Treasury governance is another type of proposal and are the most common. They influence allocation of funds in the monthly treasury budget. They can include issues such as funding overhead costs for servers, or Google Apps, advertising, launching of a justified business etc. Protocol governance, the other type of proposal, are zero cost and used to change the code base or protocol of or priorities of change to, the PIVX system. It may become a separate Treasury Governance proposal submitted after the Protocol Governance proposal has been accepted.

At least a good governance system for a masternode should as much as possible avoid centralization and allow for fair participation in the voting on governance proposals on the blockchain through consensus.
Masternodes also get to collectively determine core policies such as fee structures, incentives and rewards.

5. Community

Cryptocurrency projects, among them being masternodes, are based on decentralized models and such require a network of users and operators to survive. A size-able community not only maintains a huge masternode coin volume to provide a good market for anyone to trade the masternodes when they want, but also sustains the ecosystem and maintains the project whether it means by helping come up with new ideas or voting for better proposals that will see the project grow.

A good size-able crypto project community offers good support for the project ideas including raising sufficient money in an ICO, participating in mining or generating new coins, facilitate testing of the crypto ideas on testnets etc, and to discuss matters relating to the project. Even today, the success of a crypto project is related to its community in a way because one that has generated huge amount of interest is expected to have a larger group than one that hasn't.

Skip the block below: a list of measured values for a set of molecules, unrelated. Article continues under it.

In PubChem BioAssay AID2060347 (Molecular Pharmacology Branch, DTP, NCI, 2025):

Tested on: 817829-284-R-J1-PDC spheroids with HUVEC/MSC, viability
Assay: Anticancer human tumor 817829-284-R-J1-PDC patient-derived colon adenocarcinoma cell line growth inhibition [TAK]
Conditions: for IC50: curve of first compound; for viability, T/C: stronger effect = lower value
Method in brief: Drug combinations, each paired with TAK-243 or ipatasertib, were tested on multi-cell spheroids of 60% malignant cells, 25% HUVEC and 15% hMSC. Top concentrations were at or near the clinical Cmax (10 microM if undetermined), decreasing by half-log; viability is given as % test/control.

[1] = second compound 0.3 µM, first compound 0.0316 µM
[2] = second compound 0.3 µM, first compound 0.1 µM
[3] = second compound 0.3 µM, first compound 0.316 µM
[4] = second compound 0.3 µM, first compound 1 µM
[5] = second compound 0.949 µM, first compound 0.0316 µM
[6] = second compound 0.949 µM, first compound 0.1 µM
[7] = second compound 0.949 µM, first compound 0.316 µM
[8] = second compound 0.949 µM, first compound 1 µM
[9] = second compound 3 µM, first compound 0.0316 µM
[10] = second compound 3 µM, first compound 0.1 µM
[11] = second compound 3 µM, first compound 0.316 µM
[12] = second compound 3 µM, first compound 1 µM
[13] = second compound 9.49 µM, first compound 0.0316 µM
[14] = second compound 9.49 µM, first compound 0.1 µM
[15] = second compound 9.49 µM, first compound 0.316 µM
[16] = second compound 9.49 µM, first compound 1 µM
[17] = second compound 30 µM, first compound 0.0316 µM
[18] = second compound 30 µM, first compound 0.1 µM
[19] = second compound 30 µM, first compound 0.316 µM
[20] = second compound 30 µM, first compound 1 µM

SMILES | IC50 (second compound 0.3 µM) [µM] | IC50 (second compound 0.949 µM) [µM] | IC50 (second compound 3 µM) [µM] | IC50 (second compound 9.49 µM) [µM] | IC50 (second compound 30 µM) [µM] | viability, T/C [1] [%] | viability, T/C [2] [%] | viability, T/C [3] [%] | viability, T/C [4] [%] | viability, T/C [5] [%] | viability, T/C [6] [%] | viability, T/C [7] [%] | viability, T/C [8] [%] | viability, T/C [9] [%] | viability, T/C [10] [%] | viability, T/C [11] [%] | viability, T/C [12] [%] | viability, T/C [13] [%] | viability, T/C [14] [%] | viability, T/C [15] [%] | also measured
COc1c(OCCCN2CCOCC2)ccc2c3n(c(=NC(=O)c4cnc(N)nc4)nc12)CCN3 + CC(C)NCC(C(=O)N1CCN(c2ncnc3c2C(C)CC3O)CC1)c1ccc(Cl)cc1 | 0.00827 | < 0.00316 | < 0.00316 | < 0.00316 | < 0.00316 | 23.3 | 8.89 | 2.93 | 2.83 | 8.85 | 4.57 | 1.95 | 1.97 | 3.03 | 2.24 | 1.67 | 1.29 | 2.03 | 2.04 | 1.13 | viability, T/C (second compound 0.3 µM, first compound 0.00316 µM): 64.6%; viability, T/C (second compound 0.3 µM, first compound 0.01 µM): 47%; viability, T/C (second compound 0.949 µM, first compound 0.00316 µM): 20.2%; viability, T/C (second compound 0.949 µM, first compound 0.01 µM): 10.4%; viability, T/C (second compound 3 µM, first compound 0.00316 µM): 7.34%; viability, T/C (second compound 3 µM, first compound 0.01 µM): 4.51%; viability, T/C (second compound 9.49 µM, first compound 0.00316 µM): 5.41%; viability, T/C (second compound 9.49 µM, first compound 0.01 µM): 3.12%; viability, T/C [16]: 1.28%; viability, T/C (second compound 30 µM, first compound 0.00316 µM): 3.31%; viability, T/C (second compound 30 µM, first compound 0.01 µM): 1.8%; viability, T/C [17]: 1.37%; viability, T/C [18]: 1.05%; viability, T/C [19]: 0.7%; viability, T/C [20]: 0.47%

These  communities are organizing themselves and interacting continually on social media; telegram, Discord, Reddit, BitcoinTalk, Twitter, Facebook, Medium etc. so you should join these channels if willing to know the ins of the crypto. What's more? You get to talk to the people running the project directly, know what's happening on a minute basis regarding the project, and even get support for set up and other issues you might have or take a sell or buy action depending on announcement and news on the groups. 

6. Masternode tools

The various tools you need to invest in masternodes vary; some websites such as, masternode.Pro and will provide you with information such as the masternodes that are currently online, the number of coins you need to run a masternode for a particular masternode, the value of a given masternode coin, the return on investment (say weekly, monthly and yearly). They also provide details such as how many nodes of that masternode are currently on the network, the current price of the masternode coin, change in price in a given period, wallet status, the volume of the masternode coins, and other factors.